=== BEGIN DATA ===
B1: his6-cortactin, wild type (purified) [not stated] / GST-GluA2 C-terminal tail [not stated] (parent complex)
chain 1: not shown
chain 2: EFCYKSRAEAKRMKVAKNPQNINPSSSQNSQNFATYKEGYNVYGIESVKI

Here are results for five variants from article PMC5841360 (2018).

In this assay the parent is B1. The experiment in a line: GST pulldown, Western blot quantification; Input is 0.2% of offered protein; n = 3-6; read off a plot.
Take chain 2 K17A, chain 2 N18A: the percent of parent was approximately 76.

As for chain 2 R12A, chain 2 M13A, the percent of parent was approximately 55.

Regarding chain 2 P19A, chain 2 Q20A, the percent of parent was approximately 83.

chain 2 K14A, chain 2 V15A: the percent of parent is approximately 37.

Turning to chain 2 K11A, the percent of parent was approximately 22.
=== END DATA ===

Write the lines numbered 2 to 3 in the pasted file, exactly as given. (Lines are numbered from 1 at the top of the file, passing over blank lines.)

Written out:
chain 1: not shown
chain 2: EFCYKSRAEAKRMKVAKNPQNINPSSSQNSQNFATYKEGYNVYGIESVKI